The spirit company went through the same avenues as any host to list the property on Airbnb, but did not solicit a press release from the home-sharing site unlike the Malibu Dreamhouse or Highclere Castle.


“We reached out to Airbnb,” Cohen said. “They fulled supported this, as long as we followed the proper guardrails.”

According to Vinayak Hegde, Airbnb’s chief marketing officer of homes and vice president of growth, the collaboration with Jim Beam wasn’t new for the platform, but “there was a concerted effort this year” to make such offerings part of a the company’s marketing plan.

Unlike with Jim Beam, Hegde said that previously, Airbnb had been the one reaching out to brands, but that now it was more a mix.

“Brands often give us a heads up, as they still need to meet our hosting criteria, and in some cases it’s more of a joint effort,” Hegde explained. “We have brands reaching out with their 2020 plans.”

It’s a smart approach, according to Thomas Ellingson, a marketing expert at Landor who focuses on brand partnerships.

Today’s consumer seems less and less interested in engaging with advertising, Ellingson said, “but that doesn’t mean it’s less incumbent on brands to engage with audiences. What’s more intimate than bringing someone into your home and allowing them to experience your brand? There’s a lot of responsibility there.”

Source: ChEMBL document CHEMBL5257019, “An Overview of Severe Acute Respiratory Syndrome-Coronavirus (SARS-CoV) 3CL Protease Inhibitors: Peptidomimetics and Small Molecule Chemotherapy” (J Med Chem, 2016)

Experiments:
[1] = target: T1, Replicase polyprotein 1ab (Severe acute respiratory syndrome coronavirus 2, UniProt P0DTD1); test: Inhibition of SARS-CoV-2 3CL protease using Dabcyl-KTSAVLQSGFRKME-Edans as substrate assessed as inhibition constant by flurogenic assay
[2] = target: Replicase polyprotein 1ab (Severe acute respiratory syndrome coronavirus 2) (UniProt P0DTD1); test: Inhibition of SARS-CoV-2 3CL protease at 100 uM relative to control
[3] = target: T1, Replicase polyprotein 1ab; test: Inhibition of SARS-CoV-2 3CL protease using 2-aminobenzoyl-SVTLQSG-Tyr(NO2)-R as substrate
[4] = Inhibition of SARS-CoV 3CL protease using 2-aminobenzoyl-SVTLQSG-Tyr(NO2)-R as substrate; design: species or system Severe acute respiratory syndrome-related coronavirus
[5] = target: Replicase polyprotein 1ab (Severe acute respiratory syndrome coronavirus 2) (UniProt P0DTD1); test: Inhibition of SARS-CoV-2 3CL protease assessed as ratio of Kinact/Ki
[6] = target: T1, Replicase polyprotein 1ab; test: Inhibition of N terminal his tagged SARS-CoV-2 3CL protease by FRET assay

four photos of Jim Beam's bourbon cottage listing on Airbnb

Airbnb also said that branded opportunities would extend to its Experiences business, which has greatly expanded from 500 experiences in 2017 to more than 4,000 today. This year, Airbnb invested in offbeat travel site Atlas Obscura, which offers branded trips and tours on Airbnb’s platform, as well as Tiqets, a museum and attraction platform popular in Europe.

While Airbnb wouldn’t provide metrics, Hegde said the branded homes on Airbnb’s platform performed “exceptionally well,” and that the Barbie and Downton Abbey Stays had “millions of people” visiting the listing.

From a liability standpoint, Cohen said Jim Beam went to great lengths to ensure the historic home wouldn’t be damaged and that visitors wouldn’t be put at risk, including ensuring that there wasn’t an “irresponsible amount of alcohol.”

While there are (several) bottles of Jim Beam bourbon in the listing’s photos, guests staying onsite won’t be given a bottle. Instead, they’ll get a cocktail and take part in a bourbon tasting as part of their distillery tour.

And like any property on Airbnb’s platform, the house will be covered by Airbnb’s insurance.

There was “some risk” to the stunt, Cohen admitted. “We’ve never ever opened our doors for a consumer to stay with us,” he said.

Given the encouraging reaction, however, “we could open an ongoing bed and breakfast if we wanted to,” he said. “There are enough people out there that would want to stay in our home.”


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@RyanBarwick ryan.barwick@adweek.com Ryan is a brand reporter covering travel, mobility and sports marketing.
Publish date: November 20, 2019 https://dev.adweek.com/brand-marketing/branded-homes-airbnb-jim-beam-barbie-downton-abbey-advertising/ © 2020 Adweek, LLC. - All Rights Reserved and NOT FOR REPRINT